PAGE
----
Portraits:  Every Sunflower is a little different, and you may be lucky enough to find a field where some of the flowers are just beginning to open.  The petals open in sections, and they often appear to be shyly covering up their centers, or hiding their "faces".  Portraits and any other type of shot can be enhanced with back lighting, which makes the petals glow and the centers stay dark in contrast.  Get low again to isolate a bloom against the sky, being careful to monitor your exposure if you have a great blue sky and/or  clouds to shoot against.  You will probably need to go off tripod for that.

High Definition Range (HDR):  Shooting 3 images of the exact same shot with three different exposures:  Normal, Bright, and Dark, can be very effective, particularly if you have a good sky to work with or are shooting at sunset or dawn.  HDR allows you to capture the full range of light that your eyes see, but your camera does not capture if only one image is taken. HDR requires special software, for example Photoshop or Photomatix among others. The three images are blended together to create a dramatic image.

Photo stacking:  I haven't been successful with photo stacking for Sunflower fields.  Photo stacking involves using manual focus and taking multiple shots of exactly the same image by changing where you focus your lens on the subject.  Sunflowers are seldom completely still, which is a requirement of this technique because software will be used later to stack all the images on top of each other to ensure that every single part of the image is in focus.  Any shift in the flower position between images creates shadows and "ghosting", and makes aligning the images difficult if not impossible.  If you happen to have a very still day, give it a shot.  Otherwise, spend your time on some other great shot.

Clothing:  Sunflower stems, leaves, and flower heads are all hairy and somewhat bristly.  I always wear long pants and a long sleeved shirt to protect my arms and legs. There are often weeds between the rows that you will be wading through, so closed shoes and socks will help protect your feet.  Mosquito repellent is always recommended at this time of year in the Midwest, and water and a hat will help keep you a bit cooler.  Sunflowers thrive in hot, summer temperatures, so it's great if you can get out early or later in the day when the light is best and the temperatures will not overheat you.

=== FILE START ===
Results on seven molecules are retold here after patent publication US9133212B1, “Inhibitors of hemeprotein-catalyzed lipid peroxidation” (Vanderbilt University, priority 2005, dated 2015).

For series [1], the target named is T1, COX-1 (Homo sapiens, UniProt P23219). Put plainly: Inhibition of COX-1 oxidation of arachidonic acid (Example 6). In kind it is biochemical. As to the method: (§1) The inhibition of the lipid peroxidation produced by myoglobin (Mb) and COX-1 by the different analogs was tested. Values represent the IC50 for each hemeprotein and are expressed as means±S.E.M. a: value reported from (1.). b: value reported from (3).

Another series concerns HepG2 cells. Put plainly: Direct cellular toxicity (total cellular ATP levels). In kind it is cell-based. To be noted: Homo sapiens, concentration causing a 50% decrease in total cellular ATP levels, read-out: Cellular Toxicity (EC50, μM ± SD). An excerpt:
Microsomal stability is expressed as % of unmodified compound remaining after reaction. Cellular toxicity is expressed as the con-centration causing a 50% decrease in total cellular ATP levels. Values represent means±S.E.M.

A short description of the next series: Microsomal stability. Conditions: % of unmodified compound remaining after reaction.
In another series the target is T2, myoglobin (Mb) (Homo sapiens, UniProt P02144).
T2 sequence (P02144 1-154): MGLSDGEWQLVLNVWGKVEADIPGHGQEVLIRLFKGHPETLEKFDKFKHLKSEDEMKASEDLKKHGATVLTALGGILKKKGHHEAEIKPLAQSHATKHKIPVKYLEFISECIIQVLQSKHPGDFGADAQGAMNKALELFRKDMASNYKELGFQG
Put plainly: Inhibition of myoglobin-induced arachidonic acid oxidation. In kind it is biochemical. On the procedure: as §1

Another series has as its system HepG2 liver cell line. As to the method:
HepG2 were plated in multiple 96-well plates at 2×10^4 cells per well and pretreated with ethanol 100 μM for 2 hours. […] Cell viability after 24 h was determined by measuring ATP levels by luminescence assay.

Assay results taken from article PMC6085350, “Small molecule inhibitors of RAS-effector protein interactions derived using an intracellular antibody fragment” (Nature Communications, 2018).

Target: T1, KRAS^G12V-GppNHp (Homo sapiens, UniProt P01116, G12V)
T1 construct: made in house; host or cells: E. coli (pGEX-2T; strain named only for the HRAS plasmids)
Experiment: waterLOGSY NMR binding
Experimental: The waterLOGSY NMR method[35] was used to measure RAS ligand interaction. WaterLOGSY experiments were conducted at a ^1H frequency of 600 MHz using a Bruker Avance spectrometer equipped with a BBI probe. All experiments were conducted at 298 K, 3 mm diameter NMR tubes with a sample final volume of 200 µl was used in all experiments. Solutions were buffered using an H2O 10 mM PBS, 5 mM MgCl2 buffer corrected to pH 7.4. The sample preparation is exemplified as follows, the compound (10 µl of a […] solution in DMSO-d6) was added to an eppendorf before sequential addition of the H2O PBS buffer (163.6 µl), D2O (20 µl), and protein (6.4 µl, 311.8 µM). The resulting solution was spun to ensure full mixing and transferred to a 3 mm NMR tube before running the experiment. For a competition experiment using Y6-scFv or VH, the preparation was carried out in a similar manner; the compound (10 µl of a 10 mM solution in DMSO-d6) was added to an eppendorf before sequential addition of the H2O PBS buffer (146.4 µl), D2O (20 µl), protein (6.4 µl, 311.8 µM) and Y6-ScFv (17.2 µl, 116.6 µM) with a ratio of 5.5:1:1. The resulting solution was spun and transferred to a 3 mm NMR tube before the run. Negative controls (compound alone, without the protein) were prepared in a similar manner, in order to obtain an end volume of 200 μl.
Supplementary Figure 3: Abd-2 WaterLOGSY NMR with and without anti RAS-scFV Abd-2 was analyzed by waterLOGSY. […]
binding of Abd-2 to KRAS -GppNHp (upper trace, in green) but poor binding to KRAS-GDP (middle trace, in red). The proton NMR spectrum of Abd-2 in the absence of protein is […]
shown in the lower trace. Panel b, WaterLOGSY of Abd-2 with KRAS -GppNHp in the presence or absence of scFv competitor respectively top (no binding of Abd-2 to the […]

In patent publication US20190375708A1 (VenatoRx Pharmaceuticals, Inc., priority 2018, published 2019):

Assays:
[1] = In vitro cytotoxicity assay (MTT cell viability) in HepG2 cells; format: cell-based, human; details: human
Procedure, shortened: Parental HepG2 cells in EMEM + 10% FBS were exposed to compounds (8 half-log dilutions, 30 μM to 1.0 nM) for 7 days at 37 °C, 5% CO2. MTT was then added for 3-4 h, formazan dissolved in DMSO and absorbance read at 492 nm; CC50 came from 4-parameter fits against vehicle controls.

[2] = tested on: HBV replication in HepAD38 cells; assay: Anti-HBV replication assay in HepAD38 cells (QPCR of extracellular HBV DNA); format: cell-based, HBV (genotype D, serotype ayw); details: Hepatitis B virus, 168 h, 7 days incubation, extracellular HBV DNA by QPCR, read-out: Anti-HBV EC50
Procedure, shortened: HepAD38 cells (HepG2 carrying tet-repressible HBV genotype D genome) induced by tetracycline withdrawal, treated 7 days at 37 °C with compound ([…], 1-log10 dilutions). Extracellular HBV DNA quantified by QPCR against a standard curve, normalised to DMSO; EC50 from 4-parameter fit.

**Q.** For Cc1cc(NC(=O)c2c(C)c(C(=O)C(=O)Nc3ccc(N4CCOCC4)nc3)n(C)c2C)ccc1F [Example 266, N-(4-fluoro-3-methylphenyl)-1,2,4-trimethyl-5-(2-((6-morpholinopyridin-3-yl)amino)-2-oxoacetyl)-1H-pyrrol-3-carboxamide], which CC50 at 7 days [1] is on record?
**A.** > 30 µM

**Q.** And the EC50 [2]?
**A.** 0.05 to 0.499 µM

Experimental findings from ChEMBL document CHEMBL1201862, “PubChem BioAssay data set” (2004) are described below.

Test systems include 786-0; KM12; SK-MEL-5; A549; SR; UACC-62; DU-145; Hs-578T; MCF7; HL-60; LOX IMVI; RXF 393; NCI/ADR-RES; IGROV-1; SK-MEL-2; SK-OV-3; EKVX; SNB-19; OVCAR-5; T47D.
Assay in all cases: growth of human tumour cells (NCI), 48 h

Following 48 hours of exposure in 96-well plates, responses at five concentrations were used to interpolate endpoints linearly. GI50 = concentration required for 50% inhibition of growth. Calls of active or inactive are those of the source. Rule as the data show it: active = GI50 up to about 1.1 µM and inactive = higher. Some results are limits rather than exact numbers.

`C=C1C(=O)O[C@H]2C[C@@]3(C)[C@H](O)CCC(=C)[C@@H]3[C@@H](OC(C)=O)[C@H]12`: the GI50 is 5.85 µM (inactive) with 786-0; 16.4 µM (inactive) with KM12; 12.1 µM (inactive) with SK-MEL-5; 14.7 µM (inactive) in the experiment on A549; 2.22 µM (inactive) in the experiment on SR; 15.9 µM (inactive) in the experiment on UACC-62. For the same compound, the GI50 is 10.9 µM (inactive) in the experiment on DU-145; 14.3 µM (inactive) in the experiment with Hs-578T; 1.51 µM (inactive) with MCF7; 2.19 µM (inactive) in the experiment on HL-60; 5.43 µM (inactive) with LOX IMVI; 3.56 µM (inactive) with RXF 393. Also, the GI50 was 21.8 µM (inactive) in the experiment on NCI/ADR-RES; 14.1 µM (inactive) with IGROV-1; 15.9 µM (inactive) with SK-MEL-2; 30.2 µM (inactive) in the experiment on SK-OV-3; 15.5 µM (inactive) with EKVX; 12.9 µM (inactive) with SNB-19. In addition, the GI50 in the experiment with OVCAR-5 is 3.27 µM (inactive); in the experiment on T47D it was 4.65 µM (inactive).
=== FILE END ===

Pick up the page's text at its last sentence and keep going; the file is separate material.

Where to find Sunflower fields:  Two fields within 80 minutes of the Chicago suburbs are a field planted at Desplaines Valley Fish and Game in Wilmington, IL, and one planted at Mathieson State Park near Starved Rock.  

Desplaines Valley field:  From Chicago, take Rt. 55 South to exit 241.  Turn left at the top of the ramp.  Drive about 3 miles until you see the orange snow fence with the sunflowers behind it.  This year the field had a rough start with weather, so it was not as "organized" as it has been in other years.  Still, it had great opportunities for taking Sunflower portraits.  You will have to crawl through a fence to get to the field, and there is very limited parking in a small driveway up to the fence.

Mathieson State Park:  From Chicago, take 55 South to exit 250B for I-80 West toward Iowa.  Take exit 81 for IL 178 toward Utica/LaSalle.  Turn left onto IL-178S/E8th Rd.  Continue on 178 south of 71 to the RIVER entrance.  Drive the road back and around to the signs to the model airplane field.  You'll curve around, turn into the parking lot and you'll see a beautiful field of sunflowers.  This year they were peaking on July 25th, and Mathieson State Park published information about it on their website.  

Two more Midwest sites I've heard about this year but have not been to yet are Pope Farm Conservancy in Middleton, WI and L and A Family Farm in Paris, IL (which also has a Sunflower maze).  Community gardens are also great places to photograph sunflowers.  Although these gardens do not have large fields, there is great opportunity for photographing Sunflower portraits.

Search online for Sunflowers with your zip code or geographic area to find other Sunflower fields near you.  While people can sometimes be very secretive about their location, most folks are willing to share their spots with you if they know you will be very respectful of the site.  Do you have a favorite Sunflower field you'd like to share?  Please feel free to leave the location in the comment section.

 Sunflower, Mathieson State Park, IllinoisNearly OpenNearly Open Sunflower at Mathieson State Park, Illinois


Take care,








Terry Lee(non-registered)
I enjoyed reading your suggestions. Well done.